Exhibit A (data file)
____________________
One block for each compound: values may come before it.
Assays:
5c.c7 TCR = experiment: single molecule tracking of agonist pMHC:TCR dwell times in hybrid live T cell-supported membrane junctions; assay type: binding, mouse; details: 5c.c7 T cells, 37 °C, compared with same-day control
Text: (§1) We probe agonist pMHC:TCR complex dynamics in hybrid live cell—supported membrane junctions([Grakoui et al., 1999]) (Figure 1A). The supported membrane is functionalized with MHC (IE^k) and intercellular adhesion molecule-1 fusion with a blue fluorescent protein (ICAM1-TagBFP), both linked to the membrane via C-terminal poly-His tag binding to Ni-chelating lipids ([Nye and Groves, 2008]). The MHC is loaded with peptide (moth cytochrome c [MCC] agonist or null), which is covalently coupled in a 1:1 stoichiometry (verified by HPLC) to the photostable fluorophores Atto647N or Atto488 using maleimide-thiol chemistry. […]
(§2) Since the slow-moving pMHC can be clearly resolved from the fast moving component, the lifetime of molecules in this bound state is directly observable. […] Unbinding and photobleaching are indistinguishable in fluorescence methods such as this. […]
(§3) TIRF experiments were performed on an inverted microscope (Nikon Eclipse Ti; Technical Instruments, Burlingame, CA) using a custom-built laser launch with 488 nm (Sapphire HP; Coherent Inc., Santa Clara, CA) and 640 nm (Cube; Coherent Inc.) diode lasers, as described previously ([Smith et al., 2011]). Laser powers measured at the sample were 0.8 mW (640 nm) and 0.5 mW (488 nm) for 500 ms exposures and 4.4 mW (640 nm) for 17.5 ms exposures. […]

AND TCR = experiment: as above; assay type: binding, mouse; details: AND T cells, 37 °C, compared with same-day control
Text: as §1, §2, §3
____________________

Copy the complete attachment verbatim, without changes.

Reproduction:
One block for each compound: values may come before it.
Assays:
5c.c7 TCR = experiment: single molecule tracking of agonist pMHC:TCR dwell times in hybrid live T cell-supported membrane junctions; assay type: binding, mouse; details: 5c.c7 T cells, 37 °C, compared with same-day control
Text: (§1) We probe agonist pMHC:TCR complex dynamics in hybrid live cell—supported membrane junctions([Grakoui et al., 1999]) (Figure 1A). The supported membrane is functionalized with MHC (IE^k) and intercellular adhesion molecule-1 fusion with a blue fluorescent protein (ICAM1-TagBFP), both linked to the membrane via C-terminal poly-His tag binding to Ni-chelating lipids ([Nye and Groves, 2008]). The MHC is loaded with peptide (moth cytochrome c [MCC] agonist or null), which is covalently coupled in a 1:1 stoichiometry (verified by HPLC) to the photostable fluorophores Atto647N or Atto488 using maleimide-thiol chemistry. […]
(§2) Since the slow-moving pMHC can be clearly resolved from the fast moving component, the lifetime of molecules in this bound state is directly observable. […] Unbinding and photobleaching are indistinguishable in fluorescence methods such as this. […]
(§3) TIRF experiments were performed on an inverted microscope (Nikon Eclipse Ti; Technical Instruments, Burlingame, CA) using a custom-built laser launch with 488 nm (Sapphire HP; Coherent Inc., Santa Clara, CA) and 640 nm (Cube; Coherent Inc.) diode lasers, as described previously ([Smith et al., 2011]). Laser powers measured at the sample were 0.8 mW (640 nm) and 0.5 mW (488 nm) for 500 ms exposures and 4.4 mW (640 nm) for 17.5 ms exposures. […]

AND TCR = experiment: as above; assay type: binding, mouse; details: AND T cells, 37 °C, compared with same-day control
Text: as §1, §2, §3